The government and the administration’s supporters in the legal blogosphere are investing a lot of capital on this issue. Corporations, they note, do not enjoy all of the protections listed in the Bill of Rights. A corporation, for example, has no Fifth Amendment privilege against self-incrimination. But the five justices who found a broad right of political speech for corporations in the Citizens United case may see no reason not to recognize a corporation’s right to religious expression as well, especially since all five have been sensitive to free exercise claims in other contexts.
   So the administration needs to invest equally in defending the contraception mandate on the merits if the court agrees to hear the case (as seems likely) after considering the separate petitions filed by Conestoga and by the government in the Hobby Lobby case. And on the merits the Supreme Court’s reasoning in rejecting the Amish farmer’s case 30 years ago directly applies to the current issue.
   The tax system could not function, Burger wrote, if people could challenge it because tax payments were spent in a manner that violated their religious beliefs. Given the importance of maintaining a sound tax system, he concluded, “religious belief in conflict with the payment of taxes affords no basis for resisting the tax.”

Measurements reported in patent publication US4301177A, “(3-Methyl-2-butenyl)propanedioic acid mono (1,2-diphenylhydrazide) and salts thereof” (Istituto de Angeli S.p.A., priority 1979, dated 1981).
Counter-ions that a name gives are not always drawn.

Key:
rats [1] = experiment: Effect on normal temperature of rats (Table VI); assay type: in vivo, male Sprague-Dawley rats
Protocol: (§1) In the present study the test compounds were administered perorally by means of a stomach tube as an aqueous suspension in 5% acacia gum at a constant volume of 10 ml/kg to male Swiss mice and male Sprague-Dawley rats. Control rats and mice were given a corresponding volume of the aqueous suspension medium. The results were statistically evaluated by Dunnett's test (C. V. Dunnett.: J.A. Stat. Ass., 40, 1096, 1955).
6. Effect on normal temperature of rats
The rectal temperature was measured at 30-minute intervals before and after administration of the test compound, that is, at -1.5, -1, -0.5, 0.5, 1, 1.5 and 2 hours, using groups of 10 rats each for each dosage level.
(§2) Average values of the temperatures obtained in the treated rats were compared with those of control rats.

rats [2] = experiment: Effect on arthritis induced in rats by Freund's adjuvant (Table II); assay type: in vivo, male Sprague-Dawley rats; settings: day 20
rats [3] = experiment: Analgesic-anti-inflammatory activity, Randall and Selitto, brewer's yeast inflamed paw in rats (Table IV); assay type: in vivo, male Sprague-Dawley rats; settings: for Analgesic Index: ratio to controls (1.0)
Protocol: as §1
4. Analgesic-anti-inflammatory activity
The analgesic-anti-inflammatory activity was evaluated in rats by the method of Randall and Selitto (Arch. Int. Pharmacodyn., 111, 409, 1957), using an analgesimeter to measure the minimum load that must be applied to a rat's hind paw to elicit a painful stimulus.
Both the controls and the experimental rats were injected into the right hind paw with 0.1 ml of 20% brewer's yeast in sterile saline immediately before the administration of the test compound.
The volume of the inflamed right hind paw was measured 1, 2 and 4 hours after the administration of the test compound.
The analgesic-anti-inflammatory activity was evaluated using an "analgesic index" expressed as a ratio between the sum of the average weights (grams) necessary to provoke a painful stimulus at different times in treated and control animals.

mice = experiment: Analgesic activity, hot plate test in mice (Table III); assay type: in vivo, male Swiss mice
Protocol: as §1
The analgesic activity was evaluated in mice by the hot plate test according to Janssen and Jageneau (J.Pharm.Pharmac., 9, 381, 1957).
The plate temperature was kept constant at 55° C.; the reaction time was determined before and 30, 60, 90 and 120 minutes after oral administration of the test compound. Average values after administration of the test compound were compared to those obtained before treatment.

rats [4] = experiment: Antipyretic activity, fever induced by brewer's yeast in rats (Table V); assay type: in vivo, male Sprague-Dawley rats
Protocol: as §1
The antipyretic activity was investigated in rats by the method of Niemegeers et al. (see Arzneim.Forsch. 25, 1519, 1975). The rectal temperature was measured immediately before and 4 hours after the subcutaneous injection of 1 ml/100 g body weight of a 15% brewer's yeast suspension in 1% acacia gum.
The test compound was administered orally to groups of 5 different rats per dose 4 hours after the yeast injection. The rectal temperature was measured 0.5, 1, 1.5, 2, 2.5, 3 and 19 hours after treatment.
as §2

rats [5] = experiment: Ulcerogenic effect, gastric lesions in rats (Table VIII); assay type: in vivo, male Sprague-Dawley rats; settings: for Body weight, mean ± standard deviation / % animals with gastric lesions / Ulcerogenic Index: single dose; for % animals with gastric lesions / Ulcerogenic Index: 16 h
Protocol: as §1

In enacting the Affordable Care Act, Congress and the president decided that the government has a strong interest as well in a health care system that, among other things, ensures adequate insurance coverage for preventive services, including contraception. Increased access to contraceptive services is important, the government argues in the Hobby Lobby case, because lack of contraceptive use can have “negative health consequences for both women and children.” The government also has a separate interest in ensuring equal access to health care for women, who pay more than men out of pocket for health care.
   Accommodating the Kahns, the Greens, and others like them would deny the employees of their companies the benefits of this government policy. It would also invite other exceptions, the government notes — for example, religious-based objections to immunizations. These are strong legal arguments, but they may not be enough for the five Roberts Court justices who have already shown themselves to be deeply skeptical of the Affordable Care Act’s major premises.

2 comments:

  1. However, You miss two important points. First, a long standing precedent used to uphold the ACA says, "It's not whether it is called a tax or a penalty but the manner in which it functions,"; the "tax" serves to penalize and "correct" failure to provide coverage and, consequently, is not subject to what One might call the "Amish limitation" to which You refer. Secondly, there is a fundamental difference between denying *coverage* for, say, immunizations and denying the immunizations itself.